Task: Check whether or not the student performed the following: Yes 1 Ask for translation of unknown words 2 Used L1 in conversation with teacher 3 Used L2 in conversation with teacher 4 Used L2 in conversation with peers 5 Referred to textbook/dictionary for unknown words 6 Asked for grammatical explanations No .Examples A. Checklists: Observed behavior: Ss’ activities in the language classroom.

Usually _______ . Never _______ C. Task: Please mark how involved students are: Very involved 1 2 3 4 5 Not very involved . Sometimes _______.B. Rating scale: Observed behavior: Ss’ involvement in a specific classroom task. Numerical scale Observed behavior: Ss’ use of L2 in asking questions Task: How often does each student ask a question in L2? Always _______.

.ended. and the data being recorded are broad & more general.2) Unstructured observation  is exploratory and open.  Data gathered may vary during the course of the observation as a reflection of the observer’s developing understanding of what is being observed.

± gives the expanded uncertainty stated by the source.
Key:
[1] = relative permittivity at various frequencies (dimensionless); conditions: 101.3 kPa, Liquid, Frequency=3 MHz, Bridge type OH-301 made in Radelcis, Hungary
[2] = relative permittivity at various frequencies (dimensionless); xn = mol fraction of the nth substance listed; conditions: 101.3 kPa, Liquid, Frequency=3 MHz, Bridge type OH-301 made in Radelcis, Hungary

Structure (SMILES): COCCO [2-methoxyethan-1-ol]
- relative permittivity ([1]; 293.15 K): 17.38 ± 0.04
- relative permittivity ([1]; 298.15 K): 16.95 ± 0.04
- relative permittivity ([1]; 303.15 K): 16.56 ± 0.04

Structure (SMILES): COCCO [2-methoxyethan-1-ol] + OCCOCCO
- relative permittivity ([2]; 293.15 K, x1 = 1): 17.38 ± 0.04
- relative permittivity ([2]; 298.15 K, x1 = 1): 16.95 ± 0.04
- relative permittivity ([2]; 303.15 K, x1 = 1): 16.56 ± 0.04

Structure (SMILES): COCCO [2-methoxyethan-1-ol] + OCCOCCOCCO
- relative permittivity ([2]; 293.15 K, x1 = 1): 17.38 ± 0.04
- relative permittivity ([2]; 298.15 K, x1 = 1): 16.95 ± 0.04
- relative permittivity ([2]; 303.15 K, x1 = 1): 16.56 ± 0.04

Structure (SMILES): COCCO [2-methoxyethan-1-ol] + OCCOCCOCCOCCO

Task: Describe the level of involvement of 3 ss in the language class activities ………………………………………………………………………………………………………………………………… ………………………………………………………………………………………………………………………………… B. Open observation (2): Observed behavior: Teacher’s & ss’ use of L1 in an L2 class. Open observation (1): Observed behavior: Ss’ involvement in the language class. Task: Describe the type & amount of language used by the teacher & by the ss during a group work activity ………………………………………………………………………………………………………………………………… ………………………………………………………………………………………………………………………………… C.Examples: A. . Open observation (3): Follow 2 ss during class time & during the intermission (while they play in the school yard) & describe the type of language they use.

Checklist in setting up observations • Contact the classroom instructor (in person if possible). • Clearly express appreciation to the instructor. introductions. • Negotiate the observer's role in the classroom. • Determine the schedule for observation. . and seating arrangements. including regular pre-visits. students. arrival time. and administration. • Debrief the instructor (either during or after the observational period) on the findings of the study.